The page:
According to Bhutoria, it would be advantageous to reform the immigration procedure to better assist H-1B employees and retain highly trained personnel in the United States. These dismissed Indian IT employees have started several WhatsApp groups to find a solution to their dreadful condition. More than 800 jobless Indian IT workers are spreading jobs across the nation among themselves in one of the WhatsApp groups.
In another group, they’ve been talking about different visa choices with some immigration attorneys who have volunteered to lend their consulting skills during this period. “These situations have a catastrophic impact on us immigrants and are nerve-racking
The current move by Google to pause their Green Card processing adds to the misery of these professionals. This is largely because they cannot be seen arguing before the USCIS that they require At a time when thousands of employees have been laid off, they have hired a foreign IT professional as a permanent resident. Other businesses are anticipated to follow suit.
According to Google, the pause will not affect current or forthcoming applications for other visa categories, and it will continue to support PERM applications that have already been submitted, as reported by the Observer. So, what exactly is PERM Before requesting permanent residence for foreign workers, employers in the US typically need to get a “labour certification” (LC) from the Department of Labor (DOL). The PERM application is the first step before starting the “green card” application procedure.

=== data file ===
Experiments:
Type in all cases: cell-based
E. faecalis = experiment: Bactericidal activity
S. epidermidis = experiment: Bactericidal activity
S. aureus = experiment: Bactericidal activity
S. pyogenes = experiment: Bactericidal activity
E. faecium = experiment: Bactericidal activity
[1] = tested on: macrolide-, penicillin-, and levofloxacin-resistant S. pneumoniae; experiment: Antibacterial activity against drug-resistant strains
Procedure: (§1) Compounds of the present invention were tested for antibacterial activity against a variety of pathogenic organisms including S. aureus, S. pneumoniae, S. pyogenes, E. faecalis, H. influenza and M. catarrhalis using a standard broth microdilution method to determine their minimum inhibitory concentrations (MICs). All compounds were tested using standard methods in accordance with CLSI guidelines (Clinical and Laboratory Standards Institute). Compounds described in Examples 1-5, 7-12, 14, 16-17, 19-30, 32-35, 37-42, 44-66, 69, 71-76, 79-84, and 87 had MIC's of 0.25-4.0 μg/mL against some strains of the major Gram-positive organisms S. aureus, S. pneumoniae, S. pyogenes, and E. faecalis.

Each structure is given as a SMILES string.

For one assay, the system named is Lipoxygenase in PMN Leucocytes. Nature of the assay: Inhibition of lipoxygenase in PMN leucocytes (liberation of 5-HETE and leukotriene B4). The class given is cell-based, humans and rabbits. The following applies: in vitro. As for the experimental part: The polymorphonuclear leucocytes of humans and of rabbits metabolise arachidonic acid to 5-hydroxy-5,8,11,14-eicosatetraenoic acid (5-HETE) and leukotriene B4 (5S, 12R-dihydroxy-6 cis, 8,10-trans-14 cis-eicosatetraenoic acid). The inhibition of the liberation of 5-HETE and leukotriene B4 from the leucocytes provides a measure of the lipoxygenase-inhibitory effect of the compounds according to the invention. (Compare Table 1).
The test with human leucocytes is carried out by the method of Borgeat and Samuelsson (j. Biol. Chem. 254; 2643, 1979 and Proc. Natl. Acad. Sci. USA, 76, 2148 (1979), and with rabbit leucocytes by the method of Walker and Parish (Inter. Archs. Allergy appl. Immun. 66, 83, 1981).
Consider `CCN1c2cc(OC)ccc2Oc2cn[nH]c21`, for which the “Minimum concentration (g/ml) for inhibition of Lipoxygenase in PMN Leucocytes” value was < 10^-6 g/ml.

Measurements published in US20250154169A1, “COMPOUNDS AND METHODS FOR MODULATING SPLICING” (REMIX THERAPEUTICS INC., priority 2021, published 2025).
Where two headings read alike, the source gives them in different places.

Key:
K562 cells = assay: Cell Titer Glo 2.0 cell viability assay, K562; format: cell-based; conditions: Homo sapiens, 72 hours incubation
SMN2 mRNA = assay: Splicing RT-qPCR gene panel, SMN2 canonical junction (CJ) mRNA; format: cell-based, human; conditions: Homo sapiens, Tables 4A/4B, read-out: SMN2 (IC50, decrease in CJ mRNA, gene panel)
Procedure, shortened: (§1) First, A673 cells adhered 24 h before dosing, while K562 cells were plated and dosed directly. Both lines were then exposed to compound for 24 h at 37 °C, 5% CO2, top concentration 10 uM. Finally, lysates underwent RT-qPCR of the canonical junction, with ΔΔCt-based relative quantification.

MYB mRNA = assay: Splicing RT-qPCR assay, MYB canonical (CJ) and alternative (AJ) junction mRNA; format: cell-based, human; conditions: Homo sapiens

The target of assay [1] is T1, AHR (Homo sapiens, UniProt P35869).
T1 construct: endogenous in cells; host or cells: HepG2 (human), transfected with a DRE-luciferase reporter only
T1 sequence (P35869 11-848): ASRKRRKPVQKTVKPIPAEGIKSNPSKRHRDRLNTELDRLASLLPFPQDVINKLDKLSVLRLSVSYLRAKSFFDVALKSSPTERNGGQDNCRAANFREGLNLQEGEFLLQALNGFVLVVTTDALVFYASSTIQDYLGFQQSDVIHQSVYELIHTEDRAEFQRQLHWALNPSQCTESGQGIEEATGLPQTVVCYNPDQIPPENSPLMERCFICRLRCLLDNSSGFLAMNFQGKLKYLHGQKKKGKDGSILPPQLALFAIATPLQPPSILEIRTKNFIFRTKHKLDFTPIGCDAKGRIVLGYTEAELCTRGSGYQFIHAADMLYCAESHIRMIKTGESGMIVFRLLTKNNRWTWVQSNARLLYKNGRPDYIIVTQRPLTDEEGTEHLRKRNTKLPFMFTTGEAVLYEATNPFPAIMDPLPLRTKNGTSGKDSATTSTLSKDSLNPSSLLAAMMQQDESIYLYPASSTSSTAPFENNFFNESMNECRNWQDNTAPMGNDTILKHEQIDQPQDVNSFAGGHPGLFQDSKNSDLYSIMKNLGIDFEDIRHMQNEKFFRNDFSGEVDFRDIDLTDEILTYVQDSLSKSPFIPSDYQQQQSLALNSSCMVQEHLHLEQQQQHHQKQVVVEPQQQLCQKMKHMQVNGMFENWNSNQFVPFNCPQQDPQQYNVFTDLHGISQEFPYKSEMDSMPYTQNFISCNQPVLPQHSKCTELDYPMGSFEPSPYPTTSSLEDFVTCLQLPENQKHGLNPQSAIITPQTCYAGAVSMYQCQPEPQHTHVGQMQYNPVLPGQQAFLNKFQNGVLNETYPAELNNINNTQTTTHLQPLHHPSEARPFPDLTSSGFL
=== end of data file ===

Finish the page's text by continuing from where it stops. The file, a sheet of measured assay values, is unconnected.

On the other side, the US said on January 17 that there has been tremendous progress in the issue of business visas to Indians, as well as a major improvement in H1B issuance. As travel resumed soon after the epidemic, there were significant difficulties in obtaining visas. However, the United States stated that it has taken many actions, including boosting the number of employees, to help ease the process.
Google CEO Sundar Pichai fired off around 12,000 employees on January 20, according to Source. Employees in the United States got a severance payment starting at 16 weeks’ salary plus two weeks for each subsequent year at Google. “This will entail bidding farewell to some exceptionally bright people we worked hard to attract and have enjoyed working with,” Pichai wrote in an email to employees. The fact that these changes will have an impact on Google’s’ lives weighs deeply on me, and I accept full responsibility for the actions that brought us here. Pichai earned a $242 million compensation deal when he took the head of Google’s parent firm Alphabet in 2019.
On January 18, Microsoft said that it would let go 10,000 workers by the end of the third quarter of the upcoming fiscal year 2023. “While we are eliminating jobs in some industries, we will keep hiring in other crucial fields. “We understand that this is a difficult moment for everyone affected,” Satya Nadella, CEO of Microsoft, stated in a statement to staff. “The senior leadership team is committed to conducting this process as thoroughly and openly as possible.